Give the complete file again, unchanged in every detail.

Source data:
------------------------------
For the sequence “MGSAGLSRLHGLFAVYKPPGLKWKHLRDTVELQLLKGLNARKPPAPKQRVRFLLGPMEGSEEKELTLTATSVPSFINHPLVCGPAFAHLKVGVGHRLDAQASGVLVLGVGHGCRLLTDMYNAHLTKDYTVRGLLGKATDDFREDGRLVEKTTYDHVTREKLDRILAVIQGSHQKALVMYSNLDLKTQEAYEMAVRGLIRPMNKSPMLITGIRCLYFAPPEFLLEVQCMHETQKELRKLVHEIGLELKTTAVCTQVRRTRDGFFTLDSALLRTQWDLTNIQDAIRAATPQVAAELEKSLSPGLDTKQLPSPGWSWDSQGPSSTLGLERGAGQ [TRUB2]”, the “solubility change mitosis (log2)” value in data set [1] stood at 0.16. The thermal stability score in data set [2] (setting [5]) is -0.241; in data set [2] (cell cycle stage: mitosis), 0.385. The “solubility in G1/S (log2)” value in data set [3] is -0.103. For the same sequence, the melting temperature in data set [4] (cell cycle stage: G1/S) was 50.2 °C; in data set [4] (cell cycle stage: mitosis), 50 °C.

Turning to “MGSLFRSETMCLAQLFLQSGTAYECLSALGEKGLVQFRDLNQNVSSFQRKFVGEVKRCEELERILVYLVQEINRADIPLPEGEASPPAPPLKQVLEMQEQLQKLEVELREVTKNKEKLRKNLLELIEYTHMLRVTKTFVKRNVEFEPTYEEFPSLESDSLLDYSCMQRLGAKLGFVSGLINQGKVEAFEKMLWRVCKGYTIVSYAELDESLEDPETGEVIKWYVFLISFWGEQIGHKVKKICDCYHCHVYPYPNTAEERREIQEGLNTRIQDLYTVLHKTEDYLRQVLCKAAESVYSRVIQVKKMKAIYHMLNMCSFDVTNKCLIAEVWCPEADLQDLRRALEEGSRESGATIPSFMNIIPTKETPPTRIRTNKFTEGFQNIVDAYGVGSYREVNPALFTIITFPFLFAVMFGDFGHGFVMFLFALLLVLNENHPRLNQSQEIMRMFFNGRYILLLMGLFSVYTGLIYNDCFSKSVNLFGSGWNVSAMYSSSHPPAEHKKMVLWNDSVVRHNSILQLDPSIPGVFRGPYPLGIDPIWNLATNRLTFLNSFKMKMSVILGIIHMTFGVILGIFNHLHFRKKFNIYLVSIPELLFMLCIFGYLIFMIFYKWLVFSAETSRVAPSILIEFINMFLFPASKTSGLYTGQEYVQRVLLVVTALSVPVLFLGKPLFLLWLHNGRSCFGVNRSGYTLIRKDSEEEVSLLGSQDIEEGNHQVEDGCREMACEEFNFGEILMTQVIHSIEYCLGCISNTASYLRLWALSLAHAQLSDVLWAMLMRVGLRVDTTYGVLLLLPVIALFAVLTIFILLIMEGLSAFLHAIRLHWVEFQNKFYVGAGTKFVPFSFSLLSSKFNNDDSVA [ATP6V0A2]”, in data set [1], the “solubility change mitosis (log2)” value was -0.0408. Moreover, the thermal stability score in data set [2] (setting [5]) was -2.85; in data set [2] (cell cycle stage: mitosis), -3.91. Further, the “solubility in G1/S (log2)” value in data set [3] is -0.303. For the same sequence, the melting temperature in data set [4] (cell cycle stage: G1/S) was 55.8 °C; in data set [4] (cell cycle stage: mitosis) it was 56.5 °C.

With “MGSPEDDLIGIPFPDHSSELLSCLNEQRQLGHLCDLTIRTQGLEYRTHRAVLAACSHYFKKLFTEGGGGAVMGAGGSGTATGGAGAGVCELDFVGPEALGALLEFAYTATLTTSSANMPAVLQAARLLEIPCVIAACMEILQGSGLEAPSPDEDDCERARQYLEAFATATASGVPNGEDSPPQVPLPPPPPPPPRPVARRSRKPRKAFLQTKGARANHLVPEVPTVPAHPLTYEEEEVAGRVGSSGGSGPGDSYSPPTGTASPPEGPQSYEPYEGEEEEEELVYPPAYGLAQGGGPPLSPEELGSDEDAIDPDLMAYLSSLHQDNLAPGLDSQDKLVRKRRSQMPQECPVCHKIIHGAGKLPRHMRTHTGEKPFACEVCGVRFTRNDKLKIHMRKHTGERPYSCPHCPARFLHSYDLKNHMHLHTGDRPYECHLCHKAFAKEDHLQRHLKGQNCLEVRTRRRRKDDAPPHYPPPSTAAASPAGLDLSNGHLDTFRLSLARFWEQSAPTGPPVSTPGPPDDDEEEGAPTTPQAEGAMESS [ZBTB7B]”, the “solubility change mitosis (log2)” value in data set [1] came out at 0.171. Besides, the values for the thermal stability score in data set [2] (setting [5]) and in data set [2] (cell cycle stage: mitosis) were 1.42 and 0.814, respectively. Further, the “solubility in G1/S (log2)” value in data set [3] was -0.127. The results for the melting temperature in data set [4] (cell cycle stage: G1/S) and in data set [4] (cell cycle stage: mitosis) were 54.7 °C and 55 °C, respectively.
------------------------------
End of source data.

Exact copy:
For the sequence “MGSAGLSRLHGLFAVYKPPGLKWKHLRDTVELQLLKGLNARKPPAPKQRVRFLLGPMEGSEEKELTLTATSVPSFINHPLVCGPAFAHLKVGVGHRLDAQASGVLVLGVGHGCRLLTDMYNAHLTKDYTVRGLLGKATDDFREDGRLVEKTTYDHVTREKLDRILAVIQGSHQKALVMYSNLDLKTQEAYEMAVRGLIRPMNKSPMLITGIRCLYFAPPEFLLEVQCMHETQKELRKLVHEIGLELKTTAVCTQVRRTRDGFFTLDSALLRTQWDLTNIQDAIRAATPQVAAELEKSLSPGLDTKQLPSPGWSWDSQGPSSTLGLERGAGQ [TRUB2]”, the “solubility change mitosis (log2)” value in data set [1] stood at 0.16. The thermal stability score in data set [2] (setting [5]) is -0.241; in data set [2] (cell cycle stage: mitosis), 0.385. The “solubility in G1/S (log2)” value in data set [3] is -0.103. For the same sequence, the melting temperature in data set [4] (cell cycle stage: G1/S) was 50.2 °C; in data set [4] (cell cycle stage: mitosis), 50 °C.

Turning to “MGSLFRSETMCLAQLFLQSGTAYECLSALGEKGLVQFRDLNQNVSSFQRKFVGEVKRCEELERILVYLVQEINRADIPLPEGEASPPAPPLKQVLEMQEQLQKLEVELREVTKNKEKLRKNLLELIEYTHMLRVTKTFVKRNVEFEPTYEEFPSLESDSLLDYSCMQRLGAKLGFVSGLINQGKVEAFEKMLWRVCKGYTIVSYAELDESLEDPETGEVIKWYVFLISFWGEQIGHKVKKICDCYHCHVYPYPNTAEERREIQEGLNTRIQDLYTVLHKTEDYLRQVLCKAAESVYSRVIQVKKMKAIYHMLNMCSFDVTNKCLIAEVWCPEADLQDLRRALEEGSRESGATIPSFMNIIPTKETPPTRIRTNKFTEGFQNIVDAYGVGSYREVNPALFTIITFPFLFAVMFGDFGHGFVMFLFALLLVLNENHPRLNQSQEIMRMFFNGRYILLLMGLFSVYTGLIYNDCFSKSVNLFGSGWNVSAMYSSSHPPAEHKKMVLWNDSVVRHNSILQLDPSIPGVFRGPYPLGIDPIWNLATNRLTFLNSFKMKMSVILGIIHMTFGVILGIFNHLHFRKKFNIYLVSIPELLFMLCIFGYLIFMIFYKWLVFSAETSRVAPSILIEFINMFLFPASKTSGLYTGQEYVQRVLLVVTALSVPVLFLGKPLFLLWLHNGRSCFGVNRSGYTLIRKDSEEEVSLLGSQDIEEGNHQVEDGCREMACEEFNFGEILMTQVIHSIEYCLGCISNTASYLRLWALSLAHAQLSDVLWAMLMRVGLRVDTTYGVLLLLPVIALFAVLTIFILLIMEGLSAFLHAIRLHWVEFQNKFYVGAGTKFVPFSFSLLSSKFNNDDSVA [ATP6V0A2]”, in data set [1], the “solubility change mitosis (log2)” value was -0.0408. Moreover, the thermal stability score in data set [2] (setting [5]) was -2.85; in data set [2] (cell cycle stage: mitosis), -3.91. Further, the “solubility in G1/S (log2)” value in data set [3] is -0.303. For the same sequence, the melting temperature in data set [4] (cell cycle stage: G1/S) was 55.8 °C; in data set [4] (cell cycle stage: mitosis) it was 56.5 °C.

With “MGSPEDDLIGIPFPDHSSELLSCLNEQRQLGHLCDLTIRTQGLEYRTHRAVLAACSHYFKKLFTEGGGGAVMGAGGSGTATGGAGAGVCELDFVGPEALGALLEFAYTATLTTSSANMPAVLQAARLLEIPCVIAACMEILQGSGLEAPSPDEDDCERARQYLEAFATATASGVPNGEDSPPQVPLPPPPPPPPRPVARRSRKPRKAFLQTKGARANHLVPEVPTVPAHPLTYEEEEVAGRVGSSGGSGPGDSYSPPTGTASPPEGPQSYEPYEGEEEEEELVYPPAYGLAQGGGPPLSPEELGSDEDAIDPDLMAYLSSLHQDNLAPGLDSQDKLVRKRRSQMPQECPVCHKIIHGAGKLPRHMRTHTGEKPFACEVCGVRFTRNDKLKIHMRKHTGERPYSCPHCPARFLHSYDLKNHMHLHTGDRPYECHLCHKAFAKEDHLQRHLKGQNCLEVRTRRRRKDDAPPHYPPPSTAAASPAGLDLSNGHLDTFRLSLARFWEQSAPTGPPVSTPGPPDDDEEEGAPTTPQAEGAMESS [ZBTB7B]”, the “solubility change mitosis (log2)” value in data set [1] came out at 0.171. Besides, the values for the thermal stability score in data set [2] (setting [5]) and in data set [2] (cell cycle stage: mitosis) were 1.42 and 0.814, respectively. Further, the “solubility in G1/S (log2)” value in data set [3] was -0.127. The results for the melting temperature in data set [4] (cell cycle stage: G1/S) and in data set [4] (cell cycle stage: mitosis) were 54.7 °C and 55 °C, respectively.